But we find we cannot. Baseball has become our entire life. It is all we think about. We have studied it intensely, and we are somewhat renowned for our knowledge of the game. Only, we have never actually been permitted to play the game.

Sitting in the dugout, our thoughts are suddenly distracted by a crack of the bat. Another home run; pounded, of course, by one of the mega-stars. The ball flies over the fence. The scoreboard marquee displays a cute little “He Crushed It!!!” cartoon. The player trots around the bases, and with a look of satisfaction, takes a seat in the dugout right beside us…

Right beside us…

Odd, this is something we’ve never noticed. For all their work, and our idleness, we are sitting on the same bench. We’ve never felt the thud of the wooden bat as it collides with the ball, but we still wear the glove. We have no clue what elation it is to sprint down the stretch of baseline between third and home, but we still wear the cleats. We have never seen something we do trigger the stadium fireworks, but we still wear the team logo. We are still on the same team.

So, in the end, what is the difference between them and us? As long as the Coach lets us remain on the team, what is the attribute that distinguishes them, the team's aristocracy, from us, the dregs, the lower class, the proletariat?

The answer, like the metaphor, is simple enough… The applause.

Saturday, May 17, 2008

Prince Caspian, My Review

(Warning: Spoilers)

Well, I went to see Prince Caspian (PC) last night. My review is simple, good movie, bad translation. If anyone is only a moderate fan of the Narnia books, this movie will suit them. If anyone is a die-hard Lewisian, like myself, he will walk away with his mind in a funk.

Allow me to get started with my litany of goods and bads.

The Storyline: My primary complaint. Imagine writing PC's storyline on a strip of paper, cutting it into tiny pieces, and then arbitrarily putting it back together, eliminating random parts, and adding random parts that weren't there before. The horn blowing, the conspiracy, the battles, and key characters had different placements and durations in the movie as in the book. In this regard, it was a asinine perversion of the book.

The entire war, which presumably lasted years in the book, went a whole week in the movie. The presence of all the various and sundry inhabitants of Narnia uniting to eliminate Miraz was a patriotic scene. I got a kick out of the automatic firing trebuchets used by Miraz's army. It was like a machine gun trebuchet. I chuckled.

I thought the elimination of the post-resurrection romp from LWW could not be topped. But alas, it was. There was no holiday parade and revelry in the movie. Aslan's return should have been a celebrated event! This is a key part of the book, but it was completely skipped. I cannot understand how Gresham could have allowed this. Caspian's nurse has no part in this movie. No mean boys turned into pigs. No Aslan breaking into a house to heal Caspian's nurse. No Bacchus and his madcap girls. No fat Silenus on his donkey. In essence, Adamson has completely eliminated my favorite part of the book from the movie. Yes, he had the river god, but that was just eye-candy.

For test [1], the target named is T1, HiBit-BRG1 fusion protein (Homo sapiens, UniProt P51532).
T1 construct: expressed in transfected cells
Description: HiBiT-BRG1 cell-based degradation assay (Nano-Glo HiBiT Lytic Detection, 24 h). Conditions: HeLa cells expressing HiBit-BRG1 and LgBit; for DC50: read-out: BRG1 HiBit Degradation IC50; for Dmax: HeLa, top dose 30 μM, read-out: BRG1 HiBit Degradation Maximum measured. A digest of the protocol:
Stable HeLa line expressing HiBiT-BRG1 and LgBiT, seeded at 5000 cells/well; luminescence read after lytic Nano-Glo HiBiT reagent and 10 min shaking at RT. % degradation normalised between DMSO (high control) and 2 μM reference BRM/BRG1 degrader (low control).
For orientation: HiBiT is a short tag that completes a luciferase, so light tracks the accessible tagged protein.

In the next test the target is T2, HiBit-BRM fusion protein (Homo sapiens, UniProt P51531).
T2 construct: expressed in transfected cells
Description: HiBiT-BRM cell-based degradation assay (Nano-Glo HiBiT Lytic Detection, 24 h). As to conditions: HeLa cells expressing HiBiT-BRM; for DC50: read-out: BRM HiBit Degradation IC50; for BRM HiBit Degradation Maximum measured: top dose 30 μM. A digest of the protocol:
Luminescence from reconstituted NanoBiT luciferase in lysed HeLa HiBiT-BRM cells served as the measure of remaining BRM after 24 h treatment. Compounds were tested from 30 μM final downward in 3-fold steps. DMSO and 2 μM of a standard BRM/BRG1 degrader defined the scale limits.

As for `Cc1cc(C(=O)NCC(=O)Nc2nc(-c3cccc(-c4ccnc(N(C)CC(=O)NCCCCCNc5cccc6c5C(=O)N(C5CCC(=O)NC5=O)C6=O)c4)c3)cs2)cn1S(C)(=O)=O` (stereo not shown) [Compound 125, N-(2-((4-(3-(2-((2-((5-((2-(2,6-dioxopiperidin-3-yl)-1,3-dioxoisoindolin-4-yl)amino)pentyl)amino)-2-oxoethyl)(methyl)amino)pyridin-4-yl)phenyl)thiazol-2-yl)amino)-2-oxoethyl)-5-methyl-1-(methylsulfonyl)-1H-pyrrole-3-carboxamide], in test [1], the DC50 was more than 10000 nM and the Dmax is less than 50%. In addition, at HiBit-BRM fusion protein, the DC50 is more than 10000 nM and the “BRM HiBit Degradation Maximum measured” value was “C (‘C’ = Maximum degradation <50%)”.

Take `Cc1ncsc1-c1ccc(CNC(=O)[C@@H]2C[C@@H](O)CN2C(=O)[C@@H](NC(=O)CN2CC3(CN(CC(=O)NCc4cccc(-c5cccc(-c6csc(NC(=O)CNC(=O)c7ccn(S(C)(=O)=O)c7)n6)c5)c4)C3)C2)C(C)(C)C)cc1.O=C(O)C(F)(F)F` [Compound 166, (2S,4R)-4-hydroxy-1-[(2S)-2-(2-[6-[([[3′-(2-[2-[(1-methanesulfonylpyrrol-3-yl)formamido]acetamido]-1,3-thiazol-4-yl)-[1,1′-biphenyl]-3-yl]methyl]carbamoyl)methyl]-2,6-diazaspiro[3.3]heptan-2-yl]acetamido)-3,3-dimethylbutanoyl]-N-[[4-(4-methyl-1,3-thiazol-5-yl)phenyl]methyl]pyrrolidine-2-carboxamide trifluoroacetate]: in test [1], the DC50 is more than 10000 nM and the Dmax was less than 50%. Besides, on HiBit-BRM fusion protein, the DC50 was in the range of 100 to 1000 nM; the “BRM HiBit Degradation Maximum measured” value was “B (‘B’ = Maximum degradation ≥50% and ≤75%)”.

Peter: As with LWW, Peter's character was tolerable. Adamson did go out of his way to include character traits that weren't present in the book. Peter and Caspian had a falling out, which was never really justified. It rang of the superiority complex he had in LWW.

Edmund: Very good. Having been a primary recipient of Aslan's grace in the first movie, he was a humble and obedient servant to the best interests of the group. He stuck up for Lucy, which is true to the book, and was depicted valiantly in the movie.

Susan: Ug. What can I say? The book made Susan one who was always wanting to be an adult. The movie does the same. You see her in full tilt warrior mode in this movie, which is very good.

Lucy: Ms. Henley is a great Lucy, but my that girl is growing up. They better snap to it in filming VDT, or they're going to have a Lucy that appears very grown up. Adamson did a good job of making her appear queenly in the movie. In fact, all four took on a noticeable air of nobility shortly after they entered Narnia. I liked that.

Aslan: Bigger. More affectionate (finally, thank you Andrew!). But still, where's the green eyes? Like in LWW, very important segments involving Aslan were sacrificed to brevity. The part where he plays with Trumpkin, is reduced to a roar. Honestly, a roar. I just sat there and shook my head. It was embarrassing.

Trumpkin: Not a jolly old cynic like in the books, but a very low key and industrious dwarf. Though not like the books, I liked this Trumpkin, but still would have preferred the jolly old atheist depicted in the books.

Trufflehunter, Pattertwig, Nickabrick: These are adequate. They suffer from diminished roles, but all in all, they are the same as in the book. Trufflehunter is as true as can be, while Pattertwig is rarely seen, but is reminiscent of that silly squirrel in Over the Hedge. Nickabrick is not nearly as over the top violent, and even appears a true friend and ally during most of the movie. The book draws him as malevolent from the start, while the movie gradually reveals his malevolence.

Reepicheep: Good ole Reep. I had some concerns, but he is as noble a mouse as in the book. Very proper speaking, and absolutely a fearless warrior. Adamson nailed Reep! I wish the scene with the wounded Reep would have depicted him a little more... wounded. The book said it was just a heap of fur. But the movie just appeared to have a war weary mouse on a stretcher.

Caspian: Too old for this movie. Too timid. He was cast for the girls. Normally I hate it when characters change between movies but if Barnes is replaced in VDT, I will not complain.

Trees: Well, the trees were almost too much. In the book, the mere sight of walking trees was enough to scare the Telmarines out of their skins. But these trees were in complete war mode. It was honestly almost too much.

Werewolf and Hag: Very good. I liked, but wish the entire scene had it proper place in the story.

Well, that is it. I may post more in the future, I may not.